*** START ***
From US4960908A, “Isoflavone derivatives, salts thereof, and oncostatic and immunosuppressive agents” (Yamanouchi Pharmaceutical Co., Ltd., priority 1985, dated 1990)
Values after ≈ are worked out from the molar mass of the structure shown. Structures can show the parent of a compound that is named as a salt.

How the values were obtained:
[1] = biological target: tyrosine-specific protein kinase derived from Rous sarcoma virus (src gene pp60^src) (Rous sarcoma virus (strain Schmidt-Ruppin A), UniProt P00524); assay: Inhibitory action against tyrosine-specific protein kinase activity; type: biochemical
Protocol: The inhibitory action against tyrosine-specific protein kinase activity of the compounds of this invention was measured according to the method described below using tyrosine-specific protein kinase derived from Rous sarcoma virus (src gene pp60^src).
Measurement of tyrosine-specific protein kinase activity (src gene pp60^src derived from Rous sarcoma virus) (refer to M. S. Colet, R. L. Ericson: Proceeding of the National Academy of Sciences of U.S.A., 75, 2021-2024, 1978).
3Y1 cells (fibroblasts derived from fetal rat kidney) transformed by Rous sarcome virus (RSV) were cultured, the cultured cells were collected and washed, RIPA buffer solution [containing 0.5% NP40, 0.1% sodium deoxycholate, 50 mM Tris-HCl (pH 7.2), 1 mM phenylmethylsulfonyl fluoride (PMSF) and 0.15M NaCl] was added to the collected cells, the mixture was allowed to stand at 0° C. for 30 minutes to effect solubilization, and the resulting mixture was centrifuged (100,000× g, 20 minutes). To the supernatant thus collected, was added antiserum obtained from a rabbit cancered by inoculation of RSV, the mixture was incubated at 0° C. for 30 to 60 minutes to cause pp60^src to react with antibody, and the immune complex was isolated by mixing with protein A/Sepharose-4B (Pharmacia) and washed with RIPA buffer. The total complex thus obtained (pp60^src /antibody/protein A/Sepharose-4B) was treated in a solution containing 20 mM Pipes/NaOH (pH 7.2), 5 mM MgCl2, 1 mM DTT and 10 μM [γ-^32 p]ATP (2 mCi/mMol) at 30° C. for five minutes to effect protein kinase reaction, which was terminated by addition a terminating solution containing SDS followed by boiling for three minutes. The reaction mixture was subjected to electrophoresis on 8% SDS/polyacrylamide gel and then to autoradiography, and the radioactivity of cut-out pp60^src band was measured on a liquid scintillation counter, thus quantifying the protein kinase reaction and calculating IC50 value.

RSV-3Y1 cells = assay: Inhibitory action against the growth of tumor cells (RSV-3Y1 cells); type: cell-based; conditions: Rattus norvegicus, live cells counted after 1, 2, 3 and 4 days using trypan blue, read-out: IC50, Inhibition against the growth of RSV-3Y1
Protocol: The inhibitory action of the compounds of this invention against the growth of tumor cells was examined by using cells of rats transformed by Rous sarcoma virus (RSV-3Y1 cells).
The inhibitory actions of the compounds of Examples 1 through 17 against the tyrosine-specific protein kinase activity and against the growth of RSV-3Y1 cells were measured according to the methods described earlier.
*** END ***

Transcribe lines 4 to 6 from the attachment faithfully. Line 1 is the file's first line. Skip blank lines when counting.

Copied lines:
[1] = biological target: tyrosine-specific protein kinase derived from Rous sarcoma virus (src gene pp60^src) (Rous sarcoma virus (strain Schmidt-Ruppin A), UniProt P00524); assay: Inhibitory action against tyrosine-specific protein kinase activity; type: biochemical
Protocol: The inhibitory action against tyrosine-specific protein kinase activity of the compounds of this invention was measured according to the method described below using tyrosine-specific protein kinase derived from Rous sarcoma virus (src gene pp60^src).
Measurement of tyrosine-specific protein kinase activity (src gene pp60^src derived from Rous sarcoma virus) (refer to M. S. Colet, R. L. Ericson: Proceeding of the National Academy of Sciences of U.S.A., 75, 2021-2024, 1978).